Zwolle to Assen by bike (part 2)

So, as promised here is the second and final part of my cycling trip between the Dutch cities of Zwolle and Assen, in July last year – part one here. As already mentioned this was about 45 miles, and done at a steady and relaxed pace on a heavy Dutch bike.

In the ‘first half’ post I’d got as far as the town of Meppel. This is in fact only about one-third of the way to Assen from Zwolle –

Screen Shot 2016-01-26 at 10.57.52– but this part of the route contained most of the ‘interest’ of the day’s journey, because (as we shall see) there wasn’t a great deal that was remarkable between Meppel and Assen, given that my plotted route consisted entirely of a beautiful cycleway running parallel to a fast and (mostly very straight) main road.

Meppel was effectively bypassed again on a small main road that skirted the town centre; a road with industrial units that might have been quite unpleasant to cycle on. As it was I had quite an old ’tiled’ style path; definitely not as good as smooth asphalt, but still preferable to the road, especially given the type of traffic on it. (Incidentally the van parked on the cycleway in the photo appears to be a ‘path inspection’ vehicle).

Meppel cycleway tiles

Leaving Meppel I was quickly onto the infrastructure that would carry me all the way to Assen – a cycle path fully separated from the main road that speeds north, the N371. Cycle path Meppel to Assen

As with all Dutch cycle paths alongside main roads, this was essentially designed like a road for cycles; 3m wide (or more), but with no separate pedestrian provision. There aren’t many people walking here, given the rural nature of this area, and any pedestrians simply use this ‘bicycle road’. Where pedestrian numbers are higher, the Dutch will of course provide a separate footway.

As had been the case throughout the day, there were plenty of HGVs on the main roads, and on this one like the others. To give some indication of the level of comfort Dutch infrastructure provides, this situation in the photograph below felt like a ‘close pass’, given the way the HGV seemed almost to be coming towards me as it came around the bend, at 80kph.'Close' HGVThis despite the presence of a reasonable large verge separating me from the vehicle. Most likely in the UK I would have actually been on the road in this situation, or at best on a shared use footway directly adjacent to it.

Typically the separation from the fast main road itself was much greater. In the photograph below, the road is actually on the other side of the canal (which ran in parallel with it all the way to Assen)  you can just about see an HGV directly above the boat. Note here that there is also a service road for properties on the left, entirely separate from the cycle path.

Cycle path separated from main road by canal

While there was obviously priority over private properties and minor roads and tracks, at more major roads the cycleway lost priority. Side road treatment, N371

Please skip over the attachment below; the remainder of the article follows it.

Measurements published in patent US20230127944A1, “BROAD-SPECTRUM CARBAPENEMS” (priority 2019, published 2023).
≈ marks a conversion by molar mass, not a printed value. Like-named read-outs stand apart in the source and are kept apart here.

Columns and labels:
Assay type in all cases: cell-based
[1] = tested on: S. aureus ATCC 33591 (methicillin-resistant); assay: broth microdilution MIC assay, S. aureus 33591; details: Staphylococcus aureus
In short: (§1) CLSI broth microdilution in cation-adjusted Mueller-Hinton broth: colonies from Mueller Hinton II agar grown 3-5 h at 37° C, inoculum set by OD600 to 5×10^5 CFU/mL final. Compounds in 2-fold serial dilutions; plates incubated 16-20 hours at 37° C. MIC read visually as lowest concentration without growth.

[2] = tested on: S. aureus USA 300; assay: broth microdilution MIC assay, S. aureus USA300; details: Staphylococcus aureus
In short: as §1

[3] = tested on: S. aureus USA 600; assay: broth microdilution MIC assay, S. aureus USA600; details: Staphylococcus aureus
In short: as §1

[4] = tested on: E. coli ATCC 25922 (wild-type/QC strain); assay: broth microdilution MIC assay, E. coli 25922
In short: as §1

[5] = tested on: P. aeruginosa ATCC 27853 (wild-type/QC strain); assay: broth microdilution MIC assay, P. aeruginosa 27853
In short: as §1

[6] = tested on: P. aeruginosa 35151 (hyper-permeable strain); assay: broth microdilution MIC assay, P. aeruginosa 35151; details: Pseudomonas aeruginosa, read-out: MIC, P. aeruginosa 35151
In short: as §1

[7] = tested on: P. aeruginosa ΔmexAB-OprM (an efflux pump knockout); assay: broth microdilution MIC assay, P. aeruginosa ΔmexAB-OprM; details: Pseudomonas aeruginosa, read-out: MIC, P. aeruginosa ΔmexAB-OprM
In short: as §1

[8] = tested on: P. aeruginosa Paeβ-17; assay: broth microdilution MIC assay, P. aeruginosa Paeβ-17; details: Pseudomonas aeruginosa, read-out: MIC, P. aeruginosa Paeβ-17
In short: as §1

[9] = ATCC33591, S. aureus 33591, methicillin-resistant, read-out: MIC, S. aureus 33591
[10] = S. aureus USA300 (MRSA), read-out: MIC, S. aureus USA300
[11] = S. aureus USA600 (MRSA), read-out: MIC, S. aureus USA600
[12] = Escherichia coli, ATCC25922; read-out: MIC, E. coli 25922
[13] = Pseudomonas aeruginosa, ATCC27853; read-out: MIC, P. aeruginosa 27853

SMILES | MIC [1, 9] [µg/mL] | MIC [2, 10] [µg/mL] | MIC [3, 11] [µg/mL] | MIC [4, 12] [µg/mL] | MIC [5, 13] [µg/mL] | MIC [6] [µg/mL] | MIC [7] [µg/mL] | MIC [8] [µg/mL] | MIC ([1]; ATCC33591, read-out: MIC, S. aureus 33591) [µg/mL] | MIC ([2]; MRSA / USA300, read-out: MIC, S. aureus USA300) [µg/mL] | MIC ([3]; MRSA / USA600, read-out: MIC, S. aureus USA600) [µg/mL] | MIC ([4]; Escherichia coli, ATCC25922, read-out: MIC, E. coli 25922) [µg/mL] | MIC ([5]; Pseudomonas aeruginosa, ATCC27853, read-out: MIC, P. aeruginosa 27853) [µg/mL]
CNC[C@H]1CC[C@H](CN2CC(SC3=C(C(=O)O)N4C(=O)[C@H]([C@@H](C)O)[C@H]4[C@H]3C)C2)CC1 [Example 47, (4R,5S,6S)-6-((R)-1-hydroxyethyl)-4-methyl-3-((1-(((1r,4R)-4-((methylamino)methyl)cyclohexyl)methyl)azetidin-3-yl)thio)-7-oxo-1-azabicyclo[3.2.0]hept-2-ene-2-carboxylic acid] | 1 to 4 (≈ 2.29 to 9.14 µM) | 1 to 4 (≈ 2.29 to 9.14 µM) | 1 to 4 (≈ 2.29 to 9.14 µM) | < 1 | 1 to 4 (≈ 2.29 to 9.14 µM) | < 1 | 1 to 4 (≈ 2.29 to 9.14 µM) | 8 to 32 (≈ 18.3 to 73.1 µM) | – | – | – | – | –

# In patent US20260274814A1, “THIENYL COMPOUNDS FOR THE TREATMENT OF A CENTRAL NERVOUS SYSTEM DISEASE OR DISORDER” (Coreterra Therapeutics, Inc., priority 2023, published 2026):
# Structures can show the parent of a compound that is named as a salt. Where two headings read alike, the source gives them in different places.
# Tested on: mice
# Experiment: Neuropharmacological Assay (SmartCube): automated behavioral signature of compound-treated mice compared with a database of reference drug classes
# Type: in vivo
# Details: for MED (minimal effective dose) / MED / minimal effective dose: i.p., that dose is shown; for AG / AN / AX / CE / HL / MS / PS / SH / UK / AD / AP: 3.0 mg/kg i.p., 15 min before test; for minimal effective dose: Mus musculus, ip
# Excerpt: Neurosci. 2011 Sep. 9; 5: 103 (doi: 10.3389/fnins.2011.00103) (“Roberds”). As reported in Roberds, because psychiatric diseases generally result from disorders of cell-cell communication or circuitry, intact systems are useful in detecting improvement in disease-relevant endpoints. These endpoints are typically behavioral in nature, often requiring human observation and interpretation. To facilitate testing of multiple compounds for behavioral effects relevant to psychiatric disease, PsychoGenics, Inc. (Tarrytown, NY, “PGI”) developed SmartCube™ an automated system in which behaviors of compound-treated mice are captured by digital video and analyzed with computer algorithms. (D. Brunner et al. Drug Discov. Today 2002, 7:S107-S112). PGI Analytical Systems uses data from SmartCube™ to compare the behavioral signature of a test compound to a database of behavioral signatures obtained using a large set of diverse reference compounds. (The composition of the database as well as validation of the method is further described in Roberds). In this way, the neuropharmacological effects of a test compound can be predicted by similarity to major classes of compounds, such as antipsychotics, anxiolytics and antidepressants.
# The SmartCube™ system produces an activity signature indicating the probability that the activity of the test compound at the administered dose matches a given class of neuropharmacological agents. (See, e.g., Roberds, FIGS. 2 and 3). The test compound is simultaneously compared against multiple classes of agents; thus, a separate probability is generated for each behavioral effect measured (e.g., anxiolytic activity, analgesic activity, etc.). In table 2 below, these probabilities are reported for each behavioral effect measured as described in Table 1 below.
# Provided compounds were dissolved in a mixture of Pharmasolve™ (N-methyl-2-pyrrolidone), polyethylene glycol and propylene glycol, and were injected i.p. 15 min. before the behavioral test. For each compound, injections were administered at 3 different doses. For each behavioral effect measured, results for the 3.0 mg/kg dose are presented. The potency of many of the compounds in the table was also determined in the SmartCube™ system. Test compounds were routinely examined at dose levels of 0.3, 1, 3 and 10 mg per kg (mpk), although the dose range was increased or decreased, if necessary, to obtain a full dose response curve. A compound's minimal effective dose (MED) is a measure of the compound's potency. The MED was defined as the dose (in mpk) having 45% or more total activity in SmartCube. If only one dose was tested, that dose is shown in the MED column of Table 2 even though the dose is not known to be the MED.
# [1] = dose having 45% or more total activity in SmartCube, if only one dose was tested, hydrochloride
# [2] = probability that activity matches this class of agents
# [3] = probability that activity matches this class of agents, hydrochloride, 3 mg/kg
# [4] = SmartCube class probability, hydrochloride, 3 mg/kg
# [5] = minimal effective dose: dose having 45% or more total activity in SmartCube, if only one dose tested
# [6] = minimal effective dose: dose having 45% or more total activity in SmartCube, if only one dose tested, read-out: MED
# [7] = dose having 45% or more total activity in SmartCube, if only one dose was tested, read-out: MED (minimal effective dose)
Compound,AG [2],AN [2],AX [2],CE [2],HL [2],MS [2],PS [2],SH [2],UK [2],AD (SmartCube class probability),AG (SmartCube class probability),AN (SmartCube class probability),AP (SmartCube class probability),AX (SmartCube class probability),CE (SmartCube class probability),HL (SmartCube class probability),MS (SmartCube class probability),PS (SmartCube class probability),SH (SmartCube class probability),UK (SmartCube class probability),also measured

This didn’t feel like a particular problem to me; I might actually have felt quite exposed venturing out across the road, having to assume drivers would yield, especially on such a straight, fast main road. It was easy enough for me to gauge for myself when it was safest and easiest to cross these few interruptions. (All roundabouts in the north of the Netherlands are treated in this way – with no priority for cycling).

N371 cycle path

Mostly, however, tedium was beginning to set in. This was by no means arduous or hazardous cycling, using such well-designed infrastructure on a beautiful day. But unfortunately this was mile after mile with only the occasional bend or junction to divert my interest – I even found myself counting trees to keep myself occupied, working on the assumption that counting one hundred trees would equate to roughly a kilometre or so, ticking off the tens of kilometres remaining to Assen.

Happily, as planned, I soon met David Hembrow coming the other way to meet me, and we immediately diverted away from the main road, taking a winding scenic route through the countryside before heading into Assen.

We used a variety of types of path, but all of them were wonderful to cycle on. The example below is a new strip of farm access road, complete with tractor tyre marks in the mud to the sides. The strips either side of the brick paving in the middle are (of course) billiard-table-smooth concrete.Farm track near Assen

As on the earlier part of the journey from Zwolle, even tiny recreational paths also have a smooth concrete or tarmac surface. You will occasionally have to ‘single up’ as you meet people coming the other way, but these are not utility routes, so the amount of cycle traffic is very low.

Rural path, Assen

And again, as with earlier in the day, there were plenty of people out cycling in the afternoon, enjoying the Drenthe countryside – mostly elderly couples, and kids.

Recreational cycle route Assen

Kids cycling Drenthe

Another swerving close pass into uncoming traffic for the ‘Dutch driver’ collection…

The connection between these rural areas and Assen itself is painless; both the motorway skirting Assen, and the city’s ring road, were negotiated with underpasses.